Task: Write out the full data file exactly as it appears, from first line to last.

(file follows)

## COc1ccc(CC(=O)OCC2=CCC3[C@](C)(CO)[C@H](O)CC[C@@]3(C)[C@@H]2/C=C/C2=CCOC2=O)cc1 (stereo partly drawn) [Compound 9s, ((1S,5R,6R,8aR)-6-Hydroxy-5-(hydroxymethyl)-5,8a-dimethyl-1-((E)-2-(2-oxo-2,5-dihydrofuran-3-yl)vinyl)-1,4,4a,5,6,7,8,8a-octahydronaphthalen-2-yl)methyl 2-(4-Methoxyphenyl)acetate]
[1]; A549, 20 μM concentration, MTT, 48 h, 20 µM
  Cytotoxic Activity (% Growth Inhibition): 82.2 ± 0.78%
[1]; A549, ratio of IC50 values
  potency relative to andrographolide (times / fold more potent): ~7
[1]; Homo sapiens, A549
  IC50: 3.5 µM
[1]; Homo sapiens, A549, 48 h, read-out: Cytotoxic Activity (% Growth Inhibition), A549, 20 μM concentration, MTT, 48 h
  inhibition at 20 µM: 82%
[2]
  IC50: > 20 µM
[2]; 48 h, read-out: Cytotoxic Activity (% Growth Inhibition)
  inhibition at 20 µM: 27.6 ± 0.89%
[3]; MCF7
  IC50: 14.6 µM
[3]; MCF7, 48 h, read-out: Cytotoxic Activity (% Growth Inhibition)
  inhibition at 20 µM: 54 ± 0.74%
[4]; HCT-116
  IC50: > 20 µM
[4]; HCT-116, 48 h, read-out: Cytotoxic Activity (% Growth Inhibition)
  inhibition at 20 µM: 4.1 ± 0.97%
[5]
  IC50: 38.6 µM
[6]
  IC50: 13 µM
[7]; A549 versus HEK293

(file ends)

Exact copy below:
## COc1ccc(CC(=O)OCC2=CCC3[C@](C)(CO)[C@H](O)CC[C@@]3(C)[C@@H]2/C=C/C2=CCOC2=O)cc1 (stereo partly drawn) [Compound 9s, ((1S,5R,6R,8aR)-6-Hydroxy-5-(hydroxymethyl)-5,8a-dimethyl-1-((E)-2-(2-oxo-2,5-dihydrofuran-3-yl)vinyl)-1,4,4a,5,6,7,8,8a-octahydronaphthalen-2-yl)methyl 2-(4-Methoxyphenyl)acetate]
[1]; A549, 20 μM concentration, MTT, 48 h, 20 µM
  Cytotoxic Activity (% Growth Inhibition): 82.2 ± 0.78%
[1]; A549, ratio of IC50 values
  potency relative to andrographolide (times / fold more potent): ~7
[1]; Homo sapiens, A549
  IC50: 3.5 µM
[1]; Homo sapiens, A549, 48 h, read-out: Cytotoxic Activity (% Growth Inhibition), A549, 20 μM concentration, MTT, 48 h
  inhibition at 20 µM: 82%
[2]
  IC50: > 20 µM
[2]; 48 h, read-out: Cytotoxic Activity (% Growth Inhibition)
  inhibition at 20 µM: 27.6 ± 0.89%
[3]; MCF7
  IC50: 14.6 µM
[3]; MCF7, 48 h, read-out: Cytotoxic Activity (% Growth Inhibition)
  inhibition at 20 µM: 54 ± 0.74%
[4]; HCT-116
  IC50: > 20 µM
[4]; HCT-116, 48 h, read-out: Cytotoxic Activity (% Growth Inhibition)
  inhibition at 20 µM: 4.1 ± 0.97%
[5]
  IC50: 38.6 µM
[6]
  IC50: 13 µM
[7]; A549 versus HEK293